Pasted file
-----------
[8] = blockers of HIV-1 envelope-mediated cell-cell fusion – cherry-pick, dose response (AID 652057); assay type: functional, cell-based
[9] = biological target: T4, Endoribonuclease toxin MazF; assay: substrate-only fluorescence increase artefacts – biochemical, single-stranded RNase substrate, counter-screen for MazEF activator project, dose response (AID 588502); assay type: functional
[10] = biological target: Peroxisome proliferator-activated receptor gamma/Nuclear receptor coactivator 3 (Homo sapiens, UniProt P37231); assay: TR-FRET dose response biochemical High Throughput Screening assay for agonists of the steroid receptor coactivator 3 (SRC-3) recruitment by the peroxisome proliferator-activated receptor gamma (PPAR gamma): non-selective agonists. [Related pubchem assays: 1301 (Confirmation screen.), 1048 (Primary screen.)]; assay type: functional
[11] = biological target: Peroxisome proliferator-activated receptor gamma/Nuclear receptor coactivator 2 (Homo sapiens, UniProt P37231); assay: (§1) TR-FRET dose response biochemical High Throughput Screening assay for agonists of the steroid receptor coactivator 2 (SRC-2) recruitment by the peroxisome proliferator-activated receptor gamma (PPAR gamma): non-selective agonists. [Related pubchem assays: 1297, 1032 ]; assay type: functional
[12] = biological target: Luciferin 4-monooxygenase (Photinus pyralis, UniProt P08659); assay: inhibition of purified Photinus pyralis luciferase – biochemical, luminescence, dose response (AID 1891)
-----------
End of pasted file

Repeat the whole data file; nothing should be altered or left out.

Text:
[8] = blockers of HIV-1 envelope-mediated cell-cell fusion – cherry-pick, dose response (AID 652057); assay type: functional, cell-based
[9] = biological target: T4, Endoribonuclease toxin MazF; assay: substrate-only fluorescence increase artefacts – biochemical, single-stranded RNase substrate, counter-screen for MazEF activator project, dose response (AID 588502); assay type: functional
[10] = biological target: Peroxisome proliferator-activated receptor gamma/Nuclear receptor coactivator 3 (Homo sapiens, UniProt P37231); assay: TR-FRET dose response biochemical High Throughput Screening assay for agonists of the steroid receptor coactivator 3 (SRC-3) recruitment by the peroxisome proliferator-activated receptor gamma (PPAR gamma): non-selective agonists. [Related pubchem assays: 1301 (Confirmation screen.), 1048 (Primary screen.)]; assay type: functional
[11] = biological target: Peroxisome proliferator-activated receptor gamma/Nuclear receptor coactivator 2 (Homo sapiens, UniProt P37231); assay: (§1) TR-FRET dose response biochemical High Throughput Screening assay for agonists of the steroid receptor coactivator 2 (SRC-2) recruitment by the peroxisome proliferator-activated receptor gamma (PPAR gamma): non-selective agonists. [Related pubchem assays: 1297, 1032 ]; assay type: functional
[12] = biological target: Luciferin 4-monooxygenase (Photinus pyralis, UniProt P08659); assay: inhibition of purified Photinus pyralis luciferase – biochemical, luminescence, dose response (AID 1891)